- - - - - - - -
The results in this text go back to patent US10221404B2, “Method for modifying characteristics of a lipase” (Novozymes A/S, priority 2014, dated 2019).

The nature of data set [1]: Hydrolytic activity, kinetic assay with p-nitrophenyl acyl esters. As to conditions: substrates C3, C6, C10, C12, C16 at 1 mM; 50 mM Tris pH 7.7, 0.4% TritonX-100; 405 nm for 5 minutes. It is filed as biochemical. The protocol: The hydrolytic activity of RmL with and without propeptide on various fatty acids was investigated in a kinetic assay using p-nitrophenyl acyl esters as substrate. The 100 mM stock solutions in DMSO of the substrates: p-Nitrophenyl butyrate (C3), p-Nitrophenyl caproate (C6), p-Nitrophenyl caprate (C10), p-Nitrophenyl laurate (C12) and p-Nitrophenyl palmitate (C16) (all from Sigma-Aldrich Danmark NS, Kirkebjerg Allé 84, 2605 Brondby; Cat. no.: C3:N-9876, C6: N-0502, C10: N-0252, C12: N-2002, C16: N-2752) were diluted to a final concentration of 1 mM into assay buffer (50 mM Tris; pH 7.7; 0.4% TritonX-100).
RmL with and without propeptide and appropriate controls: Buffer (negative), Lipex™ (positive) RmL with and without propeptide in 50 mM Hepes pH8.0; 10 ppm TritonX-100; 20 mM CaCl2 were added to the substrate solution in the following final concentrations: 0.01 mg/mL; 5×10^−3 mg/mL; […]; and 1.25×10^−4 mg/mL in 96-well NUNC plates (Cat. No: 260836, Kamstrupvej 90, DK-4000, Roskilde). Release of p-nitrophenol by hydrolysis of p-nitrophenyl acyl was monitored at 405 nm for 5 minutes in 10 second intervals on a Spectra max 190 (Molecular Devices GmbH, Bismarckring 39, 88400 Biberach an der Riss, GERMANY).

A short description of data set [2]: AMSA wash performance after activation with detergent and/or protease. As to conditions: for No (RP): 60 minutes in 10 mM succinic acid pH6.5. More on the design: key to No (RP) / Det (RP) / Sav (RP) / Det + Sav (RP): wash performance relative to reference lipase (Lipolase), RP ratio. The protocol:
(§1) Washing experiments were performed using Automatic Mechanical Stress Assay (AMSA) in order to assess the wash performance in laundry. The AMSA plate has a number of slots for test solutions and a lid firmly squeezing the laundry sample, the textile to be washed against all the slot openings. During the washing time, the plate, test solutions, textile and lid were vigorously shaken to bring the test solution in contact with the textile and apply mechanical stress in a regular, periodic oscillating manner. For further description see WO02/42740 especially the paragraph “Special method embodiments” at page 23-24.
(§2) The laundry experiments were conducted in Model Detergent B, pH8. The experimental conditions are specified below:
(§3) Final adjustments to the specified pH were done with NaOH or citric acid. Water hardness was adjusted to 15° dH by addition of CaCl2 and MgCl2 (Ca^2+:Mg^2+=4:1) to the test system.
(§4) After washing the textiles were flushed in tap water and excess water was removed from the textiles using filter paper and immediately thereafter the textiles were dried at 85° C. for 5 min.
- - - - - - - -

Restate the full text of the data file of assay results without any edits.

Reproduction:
The results in this text go back to patent US10221404B2, “Method for modifying characteristics of a lipase” (Novozymes A/S, priority 2014, dated 2019).

The nature of data set [1]: Hydrolytic activity, kinetic assay with p-nitrophenyl acyl esters. As to conditions: substrates C3, C6, C10, C12, C16 at 1 mM; 50 mM Tris pH 7.7, 0.4% TritonX-100; 405 nm for 5 minutes. It is filed as biochemical. The protocol: The hydrolytic activity of RmL with and without propeptide on various fatty acids was investigated in a kinetic assay using p-nitrophenyl acyl esters as substrate. The 100 mM stock solutions in DMSO of the substrates: p-Nitrophenyl butyrate (C3), p-Nitrophenyl caproate (C6), p-Nitrophenyl caprate (C10), p-Nitrophenyl laurate (C12) and p-Nitrophenyl palmitate (C16) (all from Sigma-Aldrich Danmark NS, Kirkebjerg Allé 84, 2605 Brondby; Cat. no.: C3:N-9876, C6: N-0502, C10: N-0252, C12: N-2002, C16: N-2752) were diluted to a final concentration of 1 mM into assay buffer (50 mM Tris; pH 7.7; 0.4% TritonX-100).
RmL with and without propeptide and appropriate controls: Buffer (negative), Lipex™ (positive) RmL with and without propeptide in 50 mM Hepes pH8.0; 10 ppm TritonX-100; 20 mM CaCl2 were added to the substrate solution in the following final concentrations: 0.01 mg/mL; 5×10^−3 mg/mL; […]; and 1.25×10^−4 mg/mL in 96-well NUNC plates (Cat. No: 260836, Kamstrupvej 90, DK-4000, Roskilde). Release of p-nitrophenol by hydrolysis of p-nitrophenyl acyl was monitored at 405 nm for 5 minutes in 10 second intervals on a Spectra max 190 (Molecular Devices GmbH, Bismarckring 39, 88400 Biberach an der Riss, GERMANY).

A short description of data set [2]: AMSA wash performance after activation with detergent and/or protease. As to conditions: for No (RP): 60 minutes in 10 mM succinic acid pH6.5. More on the design: key to No (RP) / Det (RP) / Sav (RP) / Det + Sav (RP): wash performance relative to reference lipase (Lipolase), RP ratio. The protocol:
(§1) Washing experiments were performed using Automatic Mechanical Stress Assay (AMSA) in order to assess the wash performance in laundry. The AMSA plate has a number of slots for test solutions and a lid firmly squeezing the laundry sample, the textile to be washed against all the slot openings. During the washing time, the plate, test solutions, textile and lid were vigorously shaken to bring the test solution in contact with the textile and apply mechanical stress in a regular, periodic oscillating manner. For further description see WO02/42740 especially the paragraph “Special method embodiments” at page 23-24.
(§2) The laundry experiments were conducted in Model Detergent B, pH8. The experimental conditions are specified below:
(§3) Final adjustments to the specified pH were done with NaOH or citric acid. Water hardness was adjusted to 15° dH by addition of CaCl2 and MgCl2 (Ca^2+:Mg^2+=4:1) to the test system.
(§4) After washing the textiles were flushed in tap water and excess water was removed from the textiles using filter paper and immediately thereafter the textiles were dried at 85° C. for 5 min.